Below are some notable impacts of the first Vietnam draft lottery:

  • Low lottery numbers greatly increased the chance of being drafted and deployed to Vietnam.
  • Some men with middle range numbers had a good chance of being drafted as well.
  • High lottery numbers brought relief from the threat of conscription for many men.
  • The lottery gave Americans more certainty about their futures.
  • Some men had to make tough choices about college, jobs, relationships, etc. after learning they would likely be drafted.
  • Potential conscripts could take steps to prepare for military service once they knew their status.
  • Knowing their lottery numbers allowed men to make an informed decision about whether to voluntarily enlist.

While the lottery was intended to make the draft more equitable, it had significant criticisms as well:

  • Some objected to birth date determining fate when factors like volunteer service were not considered.
  • The lottery’s true randomness was questioned after statistical analysis of the results.
  • It facilitated the ability to avoid service through methods like delaying college graduation until a draft eligibility expired.
  • The anguish of uncertainty was replaced with the anguish of doomed certainty for those with low numbers.

Subsequent Draft Lotteries

Due to the continuing need for substantial numbers of military draftees, more lotteries were held over the next few years:

  • 1970 – Held on July 1, 1970, this lottery assigned numbers to dates for men born in 1950.
  • 1971 – Held on August 5, 1971, this lottery assigned numbers to dates from 1944 through 1950 to cover men who had become eligible for the draft since the previous drawings.
  • 1972 – Held on February 2, 1972, this lottery assigned numbers to dates in 1951 and 1952.

The 1972 lottery was the last held as the draft was discontinued in 1973. The Vietnam War had become enormously unpopular with the American public by this time, and the military transitioned to an all-volunteer force.


The first draft lottery held on December 1, 1969 was a momentous event during the Vietnam War era. With the very first capsule drawn containing the date September 14, that date became the infamous #1 in the lottery. Men born on that day faced the highest chances of being drafted and sent to serve in the increasingly unpopular war. The lottery brought more certainty over one’s odds of conscription, but also difficult choices for those with low lottery numbers. While the lottery aimed to make the draft more equitable, it was still criticized by many as an unfair method of compulsory service. Nevertheless, it holds an important place in the history of the Selective Service System and military conscription in America.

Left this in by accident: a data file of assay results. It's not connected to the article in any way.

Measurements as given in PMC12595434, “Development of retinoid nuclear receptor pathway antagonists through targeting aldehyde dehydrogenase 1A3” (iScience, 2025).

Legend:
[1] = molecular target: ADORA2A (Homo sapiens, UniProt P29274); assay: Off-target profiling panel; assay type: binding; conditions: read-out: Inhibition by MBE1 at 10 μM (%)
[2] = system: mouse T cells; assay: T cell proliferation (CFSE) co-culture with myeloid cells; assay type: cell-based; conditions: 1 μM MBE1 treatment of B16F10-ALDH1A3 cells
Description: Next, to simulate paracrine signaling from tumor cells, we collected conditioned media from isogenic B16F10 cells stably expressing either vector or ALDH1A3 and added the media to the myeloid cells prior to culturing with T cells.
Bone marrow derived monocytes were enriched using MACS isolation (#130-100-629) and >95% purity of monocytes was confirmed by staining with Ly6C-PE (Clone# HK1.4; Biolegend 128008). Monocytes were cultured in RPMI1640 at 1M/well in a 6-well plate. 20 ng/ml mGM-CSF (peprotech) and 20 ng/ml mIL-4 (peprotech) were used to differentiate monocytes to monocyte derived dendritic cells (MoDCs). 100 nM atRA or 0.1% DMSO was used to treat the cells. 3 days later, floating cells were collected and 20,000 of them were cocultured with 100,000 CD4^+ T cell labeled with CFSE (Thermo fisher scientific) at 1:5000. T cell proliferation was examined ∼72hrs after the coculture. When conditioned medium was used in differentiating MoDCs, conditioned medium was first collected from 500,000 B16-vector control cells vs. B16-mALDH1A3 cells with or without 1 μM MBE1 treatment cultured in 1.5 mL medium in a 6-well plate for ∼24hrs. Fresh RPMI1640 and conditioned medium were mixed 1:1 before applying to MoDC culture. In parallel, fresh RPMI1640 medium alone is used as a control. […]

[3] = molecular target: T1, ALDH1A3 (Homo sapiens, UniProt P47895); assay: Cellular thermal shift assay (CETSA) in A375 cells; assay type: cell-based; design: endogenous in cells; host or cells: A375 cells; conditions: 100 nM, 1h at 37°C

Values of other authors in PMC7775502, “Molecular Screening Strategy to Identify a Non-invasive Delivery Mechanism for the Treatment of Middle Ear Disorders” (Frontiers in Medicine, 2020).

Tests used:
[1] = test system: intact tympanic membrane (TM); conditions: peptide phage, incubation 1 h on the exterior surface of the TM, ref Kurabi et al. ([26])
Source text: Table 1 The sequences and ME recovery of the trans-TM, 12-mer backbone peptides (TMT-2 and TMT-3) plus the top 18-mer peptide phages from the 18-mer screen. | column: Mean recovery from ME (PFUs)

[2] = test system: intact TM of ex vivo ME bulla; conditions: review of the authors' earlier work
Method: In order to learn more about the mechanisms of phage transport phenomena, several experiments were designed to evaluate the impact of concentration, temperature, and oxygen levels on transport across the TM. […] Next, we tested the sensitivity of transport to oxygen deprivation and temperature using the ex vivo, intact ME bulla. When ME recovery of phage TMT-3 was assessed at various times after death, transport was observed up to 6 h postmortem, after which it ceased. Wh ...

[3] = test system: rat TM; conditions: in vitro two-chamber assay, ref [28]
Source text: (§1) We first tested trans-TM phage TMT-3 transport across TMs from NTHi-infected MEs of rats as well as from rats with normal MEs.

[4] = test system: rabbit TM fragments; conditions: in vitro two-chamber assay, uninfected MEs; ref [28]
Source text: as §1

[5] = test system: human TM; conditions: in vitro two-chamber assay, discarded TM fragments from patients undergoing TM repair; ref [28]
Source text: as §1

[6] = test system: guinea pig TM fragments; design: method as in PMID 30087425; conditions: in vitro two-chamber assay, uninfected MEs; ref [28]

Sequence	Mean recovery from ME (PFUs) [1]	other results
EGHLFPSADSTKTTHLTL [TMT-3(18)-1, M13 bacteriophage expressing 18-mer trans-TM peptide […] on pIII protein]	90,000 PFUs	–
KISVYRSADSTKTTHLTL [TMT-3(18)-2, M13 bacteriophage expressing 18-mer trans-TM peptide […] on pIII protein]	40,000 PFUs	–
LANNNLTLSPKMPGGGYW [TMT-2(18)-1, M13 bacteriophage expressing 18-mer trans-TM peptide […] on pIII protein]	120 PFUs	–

The initial lottery began a sequence of four lotteries held from 1969 to 1972 to provide men for induction during the Vietnam War. Once the last lottery was held in 1972, the draft soon ended as the U.S. transitioned to an all-volunteer military force. For those who lived through them, the Vietnam draft lotteries remain an unforgettable experience that for many determined the fate of their lives and service to their nation.

While over 27 million men were assigned lottery numbers during this era, September 14 holds the distinction as the very first date selected in December 1969, making it lottery #1 in the first draft lottery of the Vietnam War.

Key Facts About the First Draft Lottery

  • The first Vietnam draft lottery was held on December 1, 1969.
  • It included dates for men born in 1944 that were eligible for the draft.
  • Capsules containing all 365 dates were placed in a container and drawn randomly.
  • As each date was drawn, it received the next number in order starting at 1.
  • The very first date drawn was September 14.
  • September 14 was thus assigned lottery number 1.
  • Lower lottery numbers increased the chance of being drafted.
  • Four lotteries were held from 1969-1972 to select men for the draft during Vietnam.
  • The draft ended in 1973 and the U.S. military became an all-volunteer force.

Frequently Asked Questions

What was the first lottery number in the initial Vietnam draft lottery?

The first lottery number drawn in the initial Vietnam draft lottery held on December 1, 1969 was September 14. The very first capsule randomly selected contained the date September 14, 1944. That date was assigned lottery number 1, making it first priority for induction into military service.

How did the Vietnam draft lottery work?

The lottery randomly assigned numbers to birth dates in the year. Capsules containing every date of the year were placed in a container and drawn one by one, with the first date picked receiving the lowest number. Lower numbers increased your chances of being drafted and called for induction into the military.